New Internationalist

Flowers on the razor wire

Issue 381

Can a nonviolent army of trained civilians bring peace to conflict zones? Chris Richards reports from Sri Lanka on the peace movement’s new frontier.

There were only 16 on the first night – each a parent who slept fitfully in the dirt outside the army camp, waiting to glimpse their child inside. Each remembered the last time that they had heard their children’s voices – laughing in the warmth of the coastal night air, eating popcorn with friends around the figurines of four-armed Vishnus, blue Krishnas and the elephant heads of chubby Ganesh that adorned the walls of the Hindu Temple. For this was the Temple Festival – the biggest celebration in the Tamil calendar in the eastern city of Batticaloa. And on this August night in 2003, the Tamil Tigers scooped up their sleeping children – 26 in all – leaving the parents without a chance even to say good-bye.

This is not new. Abducting children from the Temple Festivals that take place on Sri Lanka’s eastern coastline – around 300 each year – remains a primary recruitment method for the Liberation Tigers of Tamil Eelam (LTTE). Inside the Temples drums beat until early morning as the Swami throws frangipani petals in homage to the Hindu Gods. Outside, parents talk with friends until dawn as their children sleep on the beach. They are easy targets.

Officially there have been no acts of war in Sri Lanka since the ceasefire signed on 22 February 2002: a suspension of the 19 years of civil war in which the LTTE fought the Sinhalese-dominated Government for control of the country’s north and northeast. Yet, just as children are still being recruited into the LTTE, the symbols of conflict remain everywhere. Army trucks hurtle towards the east and north. The soldiers they offload stand poised in every town and village street nursing AK-47s. Military strongholds – both Tamil and Sinhalese – are being freshly sandbagged in preparation for attack. And with the passage of every day, coil upon new coil of razor wire is appearing, row upon shiny row.

‘All the sides know about is how to fight war. They are experts in war, not in peace. It takes some time for them to make the transition to a new way of thinking,’ explains William Knox. Knox – an ex-lawyer whose practice is now peace – has worked in Sri Lanka for over a decade, and is the Project Director for the Nonviolent Peaceforce (NP) in Sri Lanka.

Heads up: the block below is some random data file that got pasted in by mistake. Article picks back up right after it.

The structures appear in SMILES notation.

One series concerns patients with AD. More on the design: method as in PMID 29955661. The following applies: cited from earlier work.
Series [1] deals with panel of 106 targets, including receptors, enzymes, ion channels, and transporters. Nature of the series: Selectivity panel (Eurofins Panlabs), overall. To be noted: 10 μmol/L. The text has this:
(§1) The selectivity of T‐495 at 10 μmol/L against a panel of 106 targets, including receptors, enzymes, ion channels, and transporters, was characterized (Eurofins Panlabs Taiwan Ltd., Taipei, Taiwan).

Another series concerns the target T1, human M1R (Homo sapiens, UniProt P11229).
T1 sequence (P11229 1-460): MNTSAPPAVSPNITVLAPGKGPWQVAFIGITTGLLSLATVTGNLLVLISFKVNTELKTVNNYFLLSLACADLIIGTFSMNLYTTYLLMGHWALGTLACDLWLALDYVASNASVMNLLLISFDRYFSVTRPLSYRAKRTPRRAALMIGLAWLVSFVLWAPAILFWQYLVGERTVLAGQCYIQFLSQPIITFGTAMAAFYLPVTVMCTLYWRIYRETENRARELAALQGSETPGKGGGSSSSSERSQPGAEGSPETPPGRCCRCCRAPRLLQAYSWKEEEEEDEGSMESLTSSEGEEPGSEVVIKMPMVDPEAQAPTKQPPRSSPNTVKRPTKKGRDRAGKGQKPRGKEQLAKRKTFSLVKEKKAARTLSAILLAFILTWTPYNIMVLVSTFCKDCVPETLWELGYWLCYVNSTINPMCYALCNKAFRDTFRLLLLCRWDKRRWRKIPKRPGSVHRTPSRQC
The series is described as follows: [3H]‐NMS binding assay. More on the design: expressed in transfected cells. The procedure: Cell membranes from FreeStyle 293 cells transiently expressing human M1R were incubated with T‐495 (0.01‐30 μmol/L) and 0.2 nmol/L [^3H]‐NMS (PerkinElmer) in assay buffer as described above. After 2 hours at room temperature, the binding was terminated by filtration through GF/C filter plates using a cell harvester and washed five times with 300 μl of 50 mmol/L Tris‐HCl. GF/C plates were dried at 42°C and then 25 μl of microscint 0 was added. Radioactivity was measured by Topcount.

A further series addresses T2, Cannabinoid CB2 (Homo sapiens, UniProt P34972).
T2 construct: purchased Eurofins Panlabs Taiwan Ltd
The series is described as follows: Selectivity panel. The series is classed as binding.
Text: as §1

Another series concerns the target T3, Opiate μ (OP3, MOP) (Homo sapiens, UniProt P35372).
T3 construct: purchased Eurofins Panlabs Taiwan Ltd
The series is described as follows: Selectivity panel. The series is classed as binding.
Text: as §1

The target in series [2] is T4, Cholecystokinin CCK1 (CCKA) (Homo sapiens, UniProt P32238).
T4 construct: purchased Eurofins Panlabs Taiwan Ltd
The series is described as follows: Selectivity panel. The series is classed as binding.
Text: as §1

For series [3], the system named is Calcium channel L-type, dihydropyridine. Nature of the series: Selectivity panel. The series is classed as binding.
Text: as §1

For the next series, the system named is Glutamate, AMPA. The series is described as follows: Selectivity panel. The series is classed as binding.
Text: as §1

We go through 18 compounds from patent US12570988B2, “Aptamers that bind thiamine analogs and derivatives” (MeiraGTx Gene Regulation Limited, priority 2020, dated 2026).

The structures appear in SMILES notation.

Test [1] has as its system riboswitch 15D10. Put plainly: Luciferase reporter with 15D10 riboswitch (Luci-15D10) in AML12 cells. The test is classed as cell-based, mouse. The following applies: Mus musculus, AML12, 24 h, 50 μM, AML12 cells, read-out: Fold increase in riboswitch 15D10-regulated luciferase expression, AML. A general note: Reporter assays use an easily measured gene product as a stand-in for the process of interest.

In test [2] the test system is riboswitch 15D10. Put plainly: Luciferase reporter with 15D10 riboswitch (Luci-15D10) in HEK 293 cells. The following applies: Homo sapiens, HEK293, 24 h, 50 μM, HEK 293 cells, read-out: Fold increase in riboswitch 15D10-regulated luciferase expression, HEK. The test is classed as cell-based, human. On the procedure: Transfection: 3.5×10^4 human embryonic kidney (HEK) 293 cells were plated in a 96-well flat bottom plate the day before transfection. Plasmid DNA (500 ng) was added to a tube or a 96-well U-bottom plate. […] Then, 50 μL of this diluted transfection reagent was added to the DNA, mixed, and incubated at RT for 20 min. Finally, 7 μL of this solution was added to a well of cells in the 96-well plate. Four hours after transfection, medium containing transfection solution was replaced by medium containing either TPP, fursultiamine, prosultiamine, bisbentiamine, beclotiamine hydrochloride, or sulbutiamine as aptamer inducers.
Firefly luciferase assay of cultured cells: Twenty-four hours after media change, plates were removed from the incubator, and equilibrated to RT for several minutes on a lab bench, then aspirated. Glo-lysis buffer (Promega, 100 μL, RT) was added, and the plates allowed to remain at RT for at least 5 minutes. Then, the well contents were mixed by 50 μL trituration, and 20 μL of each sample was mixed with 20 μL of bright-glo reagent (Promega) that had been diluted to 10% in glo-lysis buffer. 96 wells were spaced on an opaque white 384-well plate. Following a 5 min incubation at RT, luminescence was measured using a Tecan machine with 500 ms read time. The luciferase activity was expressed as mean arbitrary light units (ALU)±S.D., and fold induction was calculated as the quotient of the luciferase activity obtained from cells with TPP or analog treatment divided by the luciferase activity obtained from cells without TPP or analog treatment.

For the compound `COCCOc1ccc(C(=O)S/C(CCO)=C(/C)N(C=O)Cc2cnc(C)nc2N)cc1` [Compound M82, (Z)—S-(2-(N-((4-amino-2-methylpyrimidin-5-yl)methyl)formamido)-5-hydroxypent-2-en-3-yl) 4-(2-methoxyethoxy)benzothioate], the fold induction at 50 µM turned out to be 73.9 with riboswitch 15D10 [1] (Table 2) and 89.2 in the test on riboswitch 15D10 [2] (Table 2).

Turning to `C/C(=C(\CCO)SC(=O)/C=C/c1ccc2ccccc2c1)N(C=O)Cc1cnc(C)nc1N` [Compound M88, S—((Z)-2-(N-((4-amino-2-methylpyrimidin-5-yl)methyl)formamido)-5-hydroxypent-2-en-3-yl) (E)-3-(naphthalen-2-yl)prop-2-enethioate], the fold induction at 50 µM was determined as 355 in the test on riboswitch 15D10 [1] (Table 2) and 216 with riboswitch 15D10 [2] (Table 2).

In terms of the sources of the country’s conflict, that new way of thinking need not be so different. The Tamils still want an independent State – Eelam. Officially their chances are remote. Indeed, if the hardline Buddhists get their way, the LTTE will be forever cast as terrorists who should take no part in government – blocked from such things as the administration of tsunami aid for the land they now informally control. As a consequence, millions of dollars urgently needed for the redevelopment of the eastern coastline devastated by the tsunami last year are – at the time of writing – still lying idle in the bank.

However, in practice the Tamils nearly have their homeland. Travelling from the south to the north, it feels like the country has already been separated. Businesses have no main offices in the north; major trade is confined to non-Tamil areas. The LTTE even collect taxes. Yet while they position themselves to administrate, the LTTE are, and always will be, an army. Until Eelam is formally acknowledged and proper elections can be held, the LTTE will be entrenched as a military dictatorship ready for war, not peace. And children will continue to be recruited into their ranks.

UNICEF recorded 3,516 cases of children abducted by the LTTE in the two and a half years after the ceasefire was signed. They are thought to be just a portion of the total.1 An estimated 60 per cent of the LTTE’s ranks are below the age of 18 – 30 per cent of them girls. Some are as young as eight. Once recruited, they are subjected to rigorous training and learn to handle weapons, including landmines and bombs.